The final post in our preparing to learn series will discuss the ways in which screen time and blue light can negatively affect learning.
In this modern world it is easy to live a life saturated by screen time. Screens seem to have infiltrated every part of our lives, with phones in our pockets, computers in our offices, and televisions in our homes. This saturation of screens has caused concern among some parents who wonder how much and how often their children should be exposed to media. In this post we will explore some emerging research about how screens can affect young brains.
Although there is not a large amount of conclusive research on the topic, as screen-saturated lifestyles are a very recent phenomenon, there is research suggesting that exposing children to too much screen time at a very early age can impair their cognitive development. This can cause delays in language acquisition and other key skills learned in the first few years of life. This could be due in part to the reduction of human-to-human interaction that happens when children consume too much media. Young learners excel when they spend plenty of time interacting and playing with other people, and when this is exchanged for spending time with a screen, babies and young children could be adversely affected.
The developmental delays that result from the over-consumption of media are not only detrimental early in life, in fact consuming too much media at a young age can reverberate throughout someones life in many ways. It has been found that as children age, they may experience difficulties making friends and interacting in social situations. This has been linked with an over-use of electronic devices, and may lead to isolation and loneliness in adolescents and teens.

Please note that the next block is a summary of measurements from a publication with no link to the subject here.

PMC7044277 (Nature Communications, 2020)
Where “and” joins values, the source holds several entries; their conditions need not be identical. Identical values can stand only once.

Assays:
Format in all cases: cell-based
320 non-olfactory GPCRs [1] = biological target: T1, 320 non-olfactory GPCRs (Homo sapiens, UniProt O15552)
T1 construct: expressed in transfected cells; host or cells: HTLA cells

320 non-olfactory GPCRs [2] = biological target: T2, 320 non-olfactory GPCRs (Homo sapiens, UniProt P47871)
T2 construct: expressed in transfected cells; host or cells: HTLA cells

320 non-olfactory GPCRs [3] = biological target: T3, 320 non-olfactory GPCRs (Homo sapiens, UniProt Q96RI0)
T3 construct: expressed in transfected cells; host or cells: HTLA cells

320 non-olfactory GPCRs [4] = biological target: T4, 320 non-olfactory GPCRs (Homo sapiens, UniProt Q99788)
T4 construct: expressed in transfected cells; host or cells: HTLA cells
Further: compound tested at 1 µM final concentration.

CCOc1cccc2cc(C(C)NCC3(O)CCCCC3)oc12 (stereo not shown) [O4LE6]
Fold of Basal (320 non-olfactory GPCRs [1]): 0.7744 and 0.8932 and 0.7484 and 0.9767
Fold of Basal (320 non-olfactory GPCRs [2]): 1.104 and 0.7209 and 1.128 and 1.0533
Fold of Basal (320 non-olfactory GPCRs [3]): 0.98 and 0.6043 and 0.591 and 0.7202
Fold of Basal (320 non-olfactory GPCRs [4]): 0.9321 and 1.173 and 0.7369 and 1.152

Some have argued that electronic use can actually help children learn. There are many apps, games, movies, and tv series which contain educational content and are aimed at younger audiences. However, there is not much research which can verify that consuming this type of media content leads to much developmental or educational progress in young children.
Given that mass media use is such a recent phenomenon, it is unlikely that we will be able to fully understand the scope of its affects for many years. As parents, it can be hard to know what the best approach to media use is, with so many conflicting messages and the ubiquity of screens in our lives. To help you make the decisions that will best support your family, the Canadian Pediatric Society has released a study and associated guideline for screen time, and the American Pediatric Association has recently updated their guidelines for screen time as well.